CI-MacDonald-01Whirlpool Corporation has a corporate culture that encourages innovation and entrepreneurship throughout the organization. Employee Stuart MacDonald has done just that, embarking on his own personal innovation journey—one that has lead him to success that continues to build.

MacDonald—senior training & development analyst by day, magician by night—has been performing magic all of his life. His act used to be a typical, run-of-the-mill performance that included the ever-so-timeless sawing of the beautiful assistant in half, magically switching places with her while being handcuffed and blindfolded, and even unmatched butt wiggling. His usual “male stripper” routine (a pun of tearing a newspaper into strips while dancing) and touring colleges with the same old act for 10 years got boring. Taking a break from magic altogether was needed.

CI-MacDonald-02But he couldn’t escape magic. In 2013, he decided that he would make a comeback. This renewed focus liberated huge, pent-up energy to explore, invent and create an original act that drove new thinking into what magic could be. “I started on a quest four years ago to laser in on developing an act that was good enough to compete in the world championships of magic,” said MacDonald. “I failed miserably at my first attempt in 2014. It was bad. I had a malfunction and it destroyed the act in front of everyone. What was even more humiliating was the scale of talent I faced. It was younger, hipper, more clever talent like I’ve never seen.”

This small setback only made him more determined. “I put my act into hyper-development speed and within 30 days I entered the Texas Association of Magicians Stage Contest,” said MacDonald. “It’s one of the biggies. I not only won the competition, but I scored so high they gave me another award rarely given, called Best in Convention.”

His creative approach to magic has allowed him to stay focused, relevant and competitive, which is how he earned his title of #1 North American Competitive Magician, and why he swept the national convention this past July, earning:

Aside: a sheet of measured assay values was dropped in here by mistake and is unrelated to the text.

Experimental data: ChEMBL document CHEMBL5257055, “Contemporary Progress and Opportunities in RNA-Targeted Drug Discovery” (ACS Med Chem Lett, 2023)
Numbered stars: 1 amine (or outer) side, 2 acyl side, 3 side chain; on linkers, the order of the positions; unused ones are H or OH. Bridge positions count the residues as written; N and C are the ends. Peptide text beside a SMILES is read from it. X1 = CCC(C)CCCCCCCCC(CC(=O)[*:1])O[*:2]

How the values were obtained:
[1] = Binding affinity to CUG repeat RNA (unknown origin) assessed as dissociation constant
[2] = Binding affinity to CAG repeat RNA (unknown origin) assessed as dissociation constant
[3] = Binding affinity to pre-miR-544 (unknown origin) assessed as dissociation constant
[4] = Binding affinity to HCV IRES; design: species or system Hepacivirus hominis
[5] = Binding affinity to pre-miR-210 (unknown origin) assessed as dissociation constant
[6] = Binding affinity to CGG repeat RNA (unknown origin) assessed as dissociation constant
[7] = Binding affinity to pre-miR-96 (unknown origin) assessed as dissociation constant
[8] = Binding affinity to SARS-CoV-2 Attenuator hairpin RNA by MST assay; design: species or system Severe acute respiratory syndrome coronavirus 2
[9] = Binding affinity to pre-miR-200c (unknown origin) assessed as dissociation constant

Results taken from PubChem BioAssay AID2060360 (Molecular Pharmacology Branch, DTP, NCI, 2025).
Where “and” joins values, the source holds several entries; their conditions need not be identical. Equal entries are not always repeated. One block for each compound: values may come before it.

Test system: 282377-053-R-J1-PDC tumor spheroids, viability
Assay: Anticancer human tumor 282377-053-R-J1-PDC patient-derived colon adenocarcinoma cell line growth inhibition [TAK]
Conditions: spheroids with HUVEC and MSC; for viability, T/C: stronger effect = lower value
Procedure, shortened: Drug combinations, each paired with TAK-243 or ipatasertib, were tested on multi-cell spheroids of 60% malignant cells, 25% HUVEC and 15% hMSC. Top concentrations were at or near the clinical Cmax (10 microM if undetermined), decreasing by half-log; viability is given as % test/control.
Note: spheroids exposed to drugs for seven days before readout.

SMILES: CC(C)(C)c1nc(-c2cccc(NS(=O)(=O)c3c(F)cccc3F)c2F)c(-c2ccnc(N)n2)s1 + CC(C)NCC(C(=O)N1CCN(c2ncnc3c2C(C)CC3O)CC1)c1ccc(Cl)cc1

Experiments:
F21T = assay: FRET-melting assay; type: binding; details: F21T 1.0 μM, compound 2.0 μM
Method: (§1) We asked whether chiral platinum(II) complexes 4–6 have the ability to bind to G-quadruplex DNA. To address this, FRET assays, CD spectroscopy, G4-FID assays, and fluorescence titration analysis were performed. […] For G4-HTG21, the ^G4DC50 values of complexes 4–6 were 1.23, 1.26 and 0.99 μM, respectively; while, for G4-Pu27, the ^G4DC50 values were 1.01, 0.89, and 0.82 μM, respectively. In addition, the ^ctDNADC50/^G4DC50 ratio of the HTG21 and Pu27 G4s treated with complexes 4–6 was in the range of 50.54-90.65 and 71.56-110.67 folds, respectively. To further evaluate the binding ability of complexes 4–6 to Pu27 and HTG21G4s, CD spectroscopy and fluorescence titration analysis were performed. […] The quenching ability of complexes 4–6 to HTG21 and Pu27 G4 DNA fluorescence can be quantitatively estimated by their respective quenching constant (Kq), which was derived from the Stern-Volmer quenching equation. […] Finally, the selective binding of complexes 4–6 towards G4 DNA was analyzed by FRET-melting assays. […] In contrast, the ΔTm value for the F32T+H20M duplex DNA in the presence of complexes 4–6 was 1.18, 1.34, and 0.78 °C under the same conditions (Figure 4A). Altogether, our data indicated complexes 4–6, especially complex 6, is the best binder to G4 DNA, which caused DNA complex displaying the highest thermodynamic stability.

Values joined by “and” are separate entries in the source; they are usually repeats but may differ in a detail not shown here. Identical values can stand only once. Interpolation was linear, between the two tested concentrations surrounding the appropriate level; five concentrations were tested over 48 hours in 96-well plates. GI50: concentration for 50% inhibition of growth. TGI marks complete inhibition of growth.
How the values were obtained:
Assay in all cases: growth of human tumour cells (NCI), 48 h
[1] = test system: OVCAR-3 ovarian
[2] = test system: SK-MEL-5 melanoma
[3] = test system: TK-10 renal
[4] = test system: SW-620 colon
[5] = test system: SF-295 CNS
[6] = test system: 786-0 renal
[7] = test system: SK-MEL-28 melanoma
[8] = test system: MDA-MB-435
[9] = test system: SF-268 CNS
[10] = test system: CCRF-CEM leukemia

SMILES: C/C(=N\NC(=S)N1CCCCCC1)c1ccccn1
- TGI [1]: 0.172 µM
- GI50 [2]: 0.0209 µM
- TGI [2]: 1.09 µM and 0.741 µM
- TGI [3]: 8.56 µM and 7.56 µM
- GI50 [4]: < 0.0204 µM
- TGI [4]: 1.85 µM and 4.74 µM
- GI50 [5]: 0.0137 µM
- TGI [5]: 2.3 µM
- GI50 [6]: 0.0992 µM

• First Place Stage Society of American Magicians
  • Silver Award of Merit (rarely given) Society of American Magicians
  • Originality Award Society of American Magicians
  • First Place Stage International Brotherhood of Magicians
  • People’s Choice Award as voted by an audience of 1,200 peers in magic

His commitment as a magician required him to make sacrifices that have only now begun to bear significant reward. Without sufficient support from his friends, family and peers, he would not be where he is today. “I studied the concept of LEAN Manufacturing and Continuous Improvement at Whirlpool, became the team CI lead and thought, ‘why not test this out on my act?’ That’s when the real work began and improvements were exponential. I started a small group of magicians and friends to give me feedback—honest feedback.”

“The act still needed a story,” said MacDonald. “That’s when legendary magician Gene Anderson, New York director Alyce Mott and Tony Nominated production designer Tobin Ost came on board. They pushed me hard by constantly asking me ‘Why are you doing that? ‘Who are you? and my favorite, ‘Can you make something else happen?’ It was challenging, but the results of a couple of years of emails and phone calls fleshed out this bumbling ‘fish out of water’ character.”

CI-MacDonald-03The hard work paid off, earning him a spot on a television program, pushing him to refine his act even more. “When I was booked on Penn and Teller: Fool Us, the last phase of the act began. I had three months to really improve, so I took a risk. The mirror in my act was good, but I found out that people weren’t all that fooled by it. So I ended up re-designing it entirely at the risk of messing it up and having no time to rebuild the old one. The risk paid off in spades. It fooled everyone I showed it to. Even the people who said the mirror didn’t fool them before were baffled by it. That’s when I knew I had a winning effect. The real work was to find the bits, acting, blocking and story to go with it. By this time though, I had changed the act so much and so often, the creative process was getting easier and problems were no longer problems—they were opportunities for new ideas.”

He also learned that practice makes perfect. “30 days out from the Penn and Teller taping day I decided to record my act 100 times in 30 days to improve one thing each time,” MacDonald said. “That one thing related to a percentage. If I got to 100 improvements, that would make the act 100% improved. That proved to be one of the best ideas I ever had.”

Tune in to watch MacDonald attempt to fool Penn & Teller on the CW network TV show, Penn & Teller: Fool Us Sept. 25 and Oct. 6 at 8/7pm CST. If Penn and Teller award him the coveted “Fool Us” trophy, it will confirm his position as America’s top competitive magician.

Written by: Nadia Stohrer